Daniel Schulman, the president and CEO of Paypal, admitted in an interview with Fortune last week that he personally owns bitcoin. He joined Paypal in 2014 to lead it as an independent company from Ebay Inc.
The CEO of Paypal, Daniel Schulman, has revealed in an interview that he personally owns bitcoin. He also talked about Paypal’s plans regarding cryptocurrency, how to achieve mass adoption, and why Paypal decided to leave Facebook’s Libra project.
Schulman Owns Bitcoin
Schulman was asked numerous questions regarding his crypto investment, Paypal’s crypto projects and the company’s decision to exit the Libra project. As for his own crypto holdings, the publication asked: “Do you personally own any cryptocurrencies?” The CEO promptly replied:
To clarify that he only owns one type of cryptocurrency, the publication further asked, “Only Bitcoin?” The executive confirmed, “Only. Yes.” However, he did not reveal how much he owns.
Paypal CEO Daniel Schulman
Schulman brought extensive experience in payment solutions to Paypal, having served as Group President of Enterprise Growth at American Express, President of the Prepaid Group at Sprint Nextel Corp, CEO of Priceline Group Inc., and holding various leading positions at AT&T.
Paypal’s Own Crypto Projects
Paypal is also working on its own crypto projects. CFO John Rainey said earlier this year that the company had teams working on blockchain and cryptocurrency. Fortune asked the CEO if he could share some details of the projects Paypal is working on. However, he replied: “Yes and no. Some of this is competitive, and we don’t really want to,” but noted that what Paypal is working on is “not necessarily competitive with Libra.”
Emphasizing that cryptocurrency is “still very volatile,” the CEO revealed, “we don’t have much demand for it by merchants because merchants operate on very small margins.” He continued: “Until it becomes less volatile, it won’t be a currency that is widely accepted by merchants on the web – not the dark web, but the web.” Schulman elaborated:
That doesn’t mean that I don’t think crypto is an interesting idea and that people are trading it quite a bit. It’s more commodity-like than it is cash-like right now. But you can think of use cases in different countries and different places where it can be more stable than the alternatives.
This is not the first time Schulman has raised concerns about bitcoin’s volatility. In January, he told Thestreet that “the volatility of the cryptocurrency makes it actually unsuitable to be a real currency that retailers can accept.” He also told CNBC, “We’re not seeing many retailers at all accept any of the cryptocurrencies.”
While skeptical of cryptocurrency, Paypal sees promise in blockchain technology. “We think there’s a lot of promise to blockchain technology. It’s intriguing to us, but it really needs to do something that the traditional rails can’t do,” the CEO told Fortune. “We think a lot of the neat stuff that can happen on blockchain is around identity, for example.”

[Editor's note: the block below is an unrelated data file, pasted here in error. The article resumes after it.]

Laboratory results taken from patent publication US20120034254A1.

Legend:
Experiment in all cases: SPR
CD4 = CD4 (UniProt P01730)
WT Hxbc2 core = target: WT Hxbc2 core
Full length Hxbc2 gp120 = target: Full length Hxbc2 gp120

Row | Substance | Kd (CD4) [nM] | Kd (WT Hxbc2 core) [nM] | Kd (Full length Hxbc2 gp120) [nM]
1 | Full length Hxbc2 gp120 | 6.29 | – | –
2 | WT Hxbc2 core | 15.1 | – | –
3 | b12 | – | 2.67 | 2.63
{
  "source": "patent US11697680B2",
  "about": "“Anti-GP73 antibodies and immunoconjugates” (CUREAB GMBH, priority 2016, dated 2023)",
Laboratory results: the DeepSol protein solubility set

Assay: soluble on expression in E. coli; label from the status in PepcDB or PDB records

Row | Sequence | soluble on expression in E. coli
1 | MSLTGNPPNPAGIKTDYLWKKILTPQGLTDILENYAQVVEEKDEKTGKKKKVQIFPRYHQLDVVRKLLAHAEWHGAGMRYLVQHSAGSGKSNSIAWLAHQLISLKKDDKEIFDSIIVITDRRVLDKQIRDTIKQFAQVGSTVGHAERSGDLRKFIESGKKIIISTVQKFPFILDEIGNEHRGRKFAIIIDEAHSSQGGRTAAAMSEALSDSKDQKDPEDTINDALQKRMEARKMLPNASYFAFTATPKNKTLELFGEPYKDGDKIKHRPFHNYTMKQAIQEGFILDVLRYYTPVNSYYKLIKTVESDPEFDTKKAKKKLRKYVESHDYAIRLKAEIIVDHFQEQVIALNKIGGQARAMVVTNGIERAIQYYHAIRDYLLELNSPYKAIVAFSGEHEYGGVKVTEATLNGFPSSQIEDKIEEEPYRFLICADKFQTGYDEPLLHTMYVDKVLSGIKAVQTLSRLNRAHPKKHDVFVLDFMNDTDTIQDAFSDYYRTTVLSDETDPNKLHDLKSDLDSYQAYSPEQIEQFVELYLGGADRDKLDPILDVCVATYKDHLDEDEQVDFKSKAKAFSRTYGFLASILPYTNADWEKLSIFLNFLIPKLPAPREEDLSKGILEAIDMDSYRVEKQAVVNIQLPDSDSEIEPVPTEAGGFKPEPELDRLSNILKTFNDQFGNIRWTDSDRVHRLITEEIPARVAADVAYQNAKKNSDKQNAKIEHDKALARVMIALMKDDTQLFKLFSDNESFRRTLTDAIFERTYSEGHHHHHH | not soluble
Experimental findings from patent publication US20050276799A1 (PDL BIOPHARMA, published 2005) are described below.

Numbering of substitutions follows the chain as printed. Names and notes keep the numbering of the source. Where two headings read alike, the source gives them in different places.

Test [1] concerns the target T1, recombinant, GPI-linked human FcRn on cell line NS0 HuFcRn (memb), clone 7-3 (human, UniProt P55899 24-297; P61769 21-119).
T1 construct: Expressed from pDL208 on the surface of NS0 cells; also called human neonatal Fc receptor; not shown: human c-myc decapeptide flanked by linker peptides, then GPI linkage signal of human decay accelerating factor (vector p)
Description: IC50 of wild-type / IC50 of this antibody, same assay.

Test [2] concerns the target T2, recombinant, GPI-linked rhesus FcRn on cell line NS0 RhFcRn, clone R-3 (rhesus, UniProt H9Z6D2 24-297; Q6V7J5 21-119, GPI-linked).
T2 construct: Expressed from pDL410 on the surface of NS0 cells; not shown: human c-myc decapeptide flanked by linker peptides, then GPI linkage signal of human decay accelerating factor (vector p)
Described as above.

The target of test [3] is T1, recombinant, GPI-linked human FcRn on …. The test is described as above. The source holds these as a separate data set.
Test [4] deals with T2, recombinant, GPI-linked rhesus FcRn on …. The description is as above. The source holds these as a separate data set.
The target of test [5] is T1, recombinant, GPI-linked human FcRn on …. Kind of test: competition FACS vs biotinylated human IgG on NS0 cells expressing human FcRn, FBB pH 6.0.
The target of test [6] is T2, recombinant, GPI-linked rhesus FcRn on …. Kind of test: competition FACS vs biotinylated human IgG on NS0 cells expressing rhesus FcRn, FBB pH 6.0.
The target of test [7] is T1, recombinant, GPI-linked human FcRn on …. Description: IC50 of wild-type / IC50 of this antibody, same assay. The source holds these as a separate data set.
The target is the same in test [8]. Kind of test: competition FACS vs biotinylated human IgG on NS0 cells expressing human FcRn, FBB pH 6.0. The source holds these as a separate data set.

In addition, Paypal has filed a number of crypto-related patents. While the company has yet to announce any crypto projects, Piper Jaffray analyst Jason Deleeuw believes that the timing of the patent application, coupled with company announcements, “suggests that any near-term solutions by Paypal to make crypto merchant payments scalable may have been de-prioritized.” A spokesperson for the company said last year, “we are interested in any technologies, processes or applications that have the potential to enable our mission of financial inclusion.”
Withdrawing From Libra Project
Before Schulman took over as the CEO of Paypal, Facebook’s Head of the Libra project, David Marcus, ran the company. He left Paypal on June 27, 2014, to lead the social media giant’s messaging products. When Facebook announced its plans for the Libra digital currency project in June, Marcus visited his former company to talk about the project. Initially, “he framed it in ways that were appealing to us about financial inclusion,” Schulman told Fortune.
However, as more details were revealed about Libra, the Paypal team realized that the project had many more things left to do and Paypal was already working on its own project to achieve a similar goal. After much deliberation, the company concluded that “if we focus on our own roadmap, we’d be able to advance financial inclusion faster than if we put all these resources against Libra,” the CEO shared. “It wasn’t an acrimonious divorce or anything like that. It’s just that they will start going down a road that we’re very interested in looking at and monitoring, and maybe later, there are ways we can work together. I wish them the best of luck on it.”
Schulman additionally claims that the regulatory burden Libra is facing was not the reason driving Paypal away from the project. “That wasn’t really what spooked us on it,” the CEO elaborated. “It was just about, ‘Where do we want to put our attention, and what do we want to do today to advance our mission?’ Once they start figuring things out, we’ll take another look at where they are.”